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4 reasons to build a breathwork habit

4 reasons to build a breathwork habit

March 10, 2022 4 min read

4 reasons to build a breathwork habit

Breathwork is more than a passing trend – it’s a legit wellness practice that can improve training, recovery, and performance.


What is breathwork

Breathing is one of your body’s autonomic processes, and you’ve (obviously) been doing it continually since you were born. But that doesn’t necessarily mean you’re any good at it. In fact, our modern lifestyles make it pretty difficult to breathe optimally. All that stress and sitting down takes the focus away from diaphragmatic belly breathing and up into the chest where our breath gets shallow.

Breathwork is a fancy word for getting intentional with breathing. It’s nothing new, and it’s traditionally associated with yoga and meditation. But breathwork is moving into fitness and wellbeing circles with huge success.


4 benefits to doing breathwork 

Almost-instant stress relief

Stress is a big problem for training and recovery. If you’re stressed going into a workout, or if training puts you into a state of stress, you’re not going to perform well. And if you constantly have a problem winding down, your recovery is going to be impacted. Learning a couple of basic breathwork exercises will help you manage stress, control nerves, and shift into the parasympathetic nervous system. (1)


Control cortisol

Stress doesn’t just feel horrible, it’s bad for your body. Cortisol, adrenalin, and other stress hormones keep your blood pressure raised and can eventually lead to poor heart health. And if body composition is your goal, stress makes it harder to lose fat. Breathing exercises tell your body it’s time to relax, lowering blood pressure without the need for medication. (2)


Positive mood and sharper focus

Breathwork isn’t just about learning to slow down. Certain breathwork exercises wake up your brain and body, helping you feel more energised, focused, and alert. Ideal if you struggle to transition into training mode after a long day at work. https://www.tcd.ie/news_events/articles/the-yogi-masters-were-right-breathing-exercises-can-sharpen-your-mind/


Buffer discomfort to train harder

Most of us are pretty good at pushing through fatigue in training, but anything that helps give us the edge is useful. Breathwork can help with pain management and perceived rate of exertion, making it a great tool to call on during high intensity workouts or competition. Studies show that slow breathing can reduce perception of discomfort (3) and even deal with back pain. (4)


How breathwork can improve training and recovery

A major study in 2011 found out that runners who did breathing exercises alongside their regular training for six weeks improved their running times by 5%-12%. (5) Amazing for a breathing bolt-on that costs absolutely nothing.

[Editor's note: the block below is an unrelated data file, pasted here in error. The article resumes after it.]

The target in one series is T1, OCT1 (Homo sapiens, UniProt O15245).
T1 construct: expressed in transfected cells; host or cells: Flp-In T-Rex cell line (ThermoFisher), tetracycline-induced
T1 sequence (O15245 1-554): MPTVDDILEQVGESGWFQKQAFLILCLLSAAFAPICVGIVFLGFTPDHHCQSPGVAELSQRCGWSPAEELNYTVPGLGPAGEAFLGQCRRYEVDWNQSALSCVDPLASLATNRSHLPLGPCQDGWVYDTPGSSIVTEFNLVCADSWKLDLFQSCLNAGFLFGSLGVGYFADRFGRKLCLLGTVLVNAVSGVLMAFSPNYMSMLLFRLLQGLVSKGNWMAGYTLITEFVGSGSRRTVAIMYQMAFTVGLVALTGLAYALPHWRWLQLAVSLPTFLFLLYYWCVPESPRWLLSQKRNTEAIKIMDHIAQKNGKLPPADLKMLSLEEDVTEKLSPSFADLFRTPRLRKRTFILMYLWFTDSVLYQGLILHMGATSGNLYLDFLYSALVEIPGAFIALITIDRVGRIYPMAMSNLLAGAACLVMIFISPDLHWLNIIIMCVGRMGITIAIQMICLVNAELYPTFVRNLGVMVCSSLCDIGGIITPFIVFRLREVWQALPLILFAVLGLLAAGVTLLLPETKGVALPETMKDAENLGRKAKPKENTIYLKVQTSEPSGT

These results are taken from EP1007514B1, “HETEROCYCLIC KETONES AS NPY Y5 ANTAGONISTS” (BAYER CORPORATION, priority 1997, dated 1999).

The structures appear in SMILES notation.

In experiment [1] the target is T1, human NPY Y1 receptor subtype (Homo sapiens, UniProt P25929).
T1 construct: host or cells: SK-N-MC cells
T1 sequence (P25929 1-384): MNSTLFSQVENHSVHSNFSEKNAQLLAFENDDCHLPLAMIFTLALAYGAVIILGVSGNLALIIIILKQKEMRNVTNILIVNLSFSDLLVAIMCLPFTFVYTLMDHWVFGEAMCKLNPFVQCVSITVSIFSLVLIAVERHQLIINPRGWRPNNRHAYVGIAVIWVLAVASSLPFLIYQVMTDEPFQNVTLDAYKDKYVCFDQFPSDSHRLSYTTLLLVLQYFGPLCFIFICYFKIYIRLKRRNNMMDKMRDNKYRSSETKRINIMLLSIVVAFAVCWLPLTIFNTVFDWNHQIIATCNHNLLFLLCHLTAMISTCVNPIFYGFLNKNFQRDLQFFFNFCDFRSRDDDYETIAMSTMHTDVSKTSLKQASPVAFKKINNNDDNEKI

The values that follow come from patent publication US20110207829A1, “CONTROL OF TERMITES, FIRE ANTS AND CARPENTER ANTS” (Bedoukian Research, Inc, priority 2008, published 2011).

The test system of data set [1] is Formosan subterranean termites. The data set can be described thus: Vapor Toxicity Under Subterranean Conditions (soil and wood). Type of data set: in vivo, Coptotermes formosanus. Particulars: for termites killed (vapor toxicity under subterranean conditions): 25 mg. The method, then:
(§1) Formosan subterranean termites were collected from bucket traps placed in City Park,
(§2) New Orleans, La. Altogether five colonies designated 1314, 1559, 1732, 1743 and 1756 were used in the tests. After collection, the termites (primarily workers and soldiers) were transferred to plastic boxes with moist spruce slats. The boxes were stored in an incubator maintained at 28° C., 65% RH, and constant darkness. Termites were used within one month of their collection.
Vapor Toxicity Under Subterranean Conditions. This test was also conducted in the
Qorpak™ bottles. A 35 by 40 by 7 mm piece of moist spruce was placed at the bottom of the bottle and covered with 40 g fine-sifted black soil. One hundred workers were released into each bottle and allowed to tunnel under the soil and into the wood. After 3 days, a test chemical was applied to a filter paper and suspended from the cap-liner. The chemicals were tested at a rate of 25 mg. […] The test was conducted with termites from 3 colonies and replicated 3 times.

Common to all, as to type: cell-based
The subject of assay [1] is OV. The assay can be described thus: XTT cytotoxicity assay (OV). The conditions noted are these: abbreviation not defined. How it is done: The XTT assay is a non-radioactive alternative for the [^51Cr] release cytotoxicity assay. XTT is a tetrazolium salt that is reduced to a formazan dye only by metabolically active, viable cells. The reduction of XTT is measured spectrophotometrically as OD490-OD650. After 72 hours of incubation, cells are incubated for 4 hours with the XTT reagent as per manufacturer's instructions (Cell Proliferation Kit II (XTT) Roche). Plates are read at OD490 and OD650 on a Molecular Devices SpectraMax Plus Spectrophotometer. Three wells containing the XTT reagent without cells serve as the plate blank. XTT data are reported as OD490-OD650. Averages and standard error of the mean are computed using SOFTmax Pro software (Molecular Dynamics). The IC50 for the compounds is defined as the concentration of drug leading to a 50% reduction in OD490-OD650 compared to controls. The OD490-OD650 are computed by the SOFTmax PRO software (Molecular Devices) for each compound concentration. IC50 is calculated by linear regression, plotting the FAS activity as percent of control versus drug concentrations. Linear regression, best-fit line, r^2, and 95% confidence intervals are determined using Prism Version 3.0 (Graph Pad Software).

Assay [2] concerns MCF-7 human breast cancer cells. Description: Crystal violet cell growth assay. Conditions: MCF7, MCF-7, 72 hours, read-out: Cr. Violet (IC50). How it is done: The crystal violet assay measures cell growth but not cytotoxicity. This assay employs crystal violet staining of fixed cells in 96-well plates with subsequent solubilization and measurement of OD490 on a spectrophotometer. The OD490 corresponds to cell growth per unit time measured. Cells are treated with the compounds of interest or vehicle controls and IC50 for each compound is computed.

For strength athletes, functional fitness practitioners and calisthenics fans, regular breathwork is likely to impact stress, sleep, focus, and recovery. Sounds pretty good to us. Here’s how to get started.


The easiest way to start doing breathwork

The best known and easiest way to start your own breathwork practice is with diaphragmatic belly breathing. You can probably do it right now. The reason this works is because it forces you to breathe as nature intended, using your diaphragm and other rib muscles to take full breaths.


How to do diaphragmatic breathing

Most of us spend the majority of time taking shallow breaths into our upper chest. Breathing properly into the belly activates the parasympathetic (“rest and digest”) nervous system, slows the heart rate, and calms the mind.

Sit upright with your hands in your lap, or lie down with one hand on your chest and the other on your belly. Close your eyes and breathe in deeply through your nose. Feel the air expand your chest then your belly. Breathe out slowly from your belly then your chest. Aim for a count of 3 and 3 (or more). Repeat this for at least 10 full breaths – more if you can.


3 best breathing exercises for athletes

Box breathing

Sit upright with your hands in your lap. Exhale all the air from your lungs and hold for a 4-count. Then inhale through the nose for a 4-count. Hold your breath for a 4-count (try to stay relaxed). Then release the hold and exhale gently for a 4-count. Start with 1 minute and build up to a maximum of 5 minutes. 

Box breathing will make you feel calm and grounded but not sleepy.


2-1-4-1 breathing

Sit upright with your hands in your lap. Inhale through the nose for 2 breaths. Pause at the top of the in-breath for 1 count. Exhale gently for a 4-count. Pause at the bottom of the exhale for 1 count.

This is a fast and easy way to relax or bring stress under control.


Alternate nostril breathing

Known as pranayama in yoga, this breathing technique helps you focus and get away from distractions, and it gets a ton of oxygen into the brain.

Sit upright, and bring your right hand up to your nose. Put your thumb over your right nostril and exhale slowly through the left nostril. Release the right nostril and cover your left nostril with your ring finger. Breathe in deeply and exhale through the right nostril. Uncover the left nostril and cover the right nostril again with your thumb and repeat the cycle. Do this 10 times.


1 https://www.ncbi.nlm.nih.gov/pmc/articles/PMC5455070/

2 https://pubmed.ncbi.nlm.nih.gov/11319675/

3 https://www.sciencedaily.com/releases/2010/01/100120163704.htm

4 https://pubmed.ncbi.nlm.nih.gov/27632818/

5 https://medicalxpress.com/news/2011-04-secret-weapon-sports.html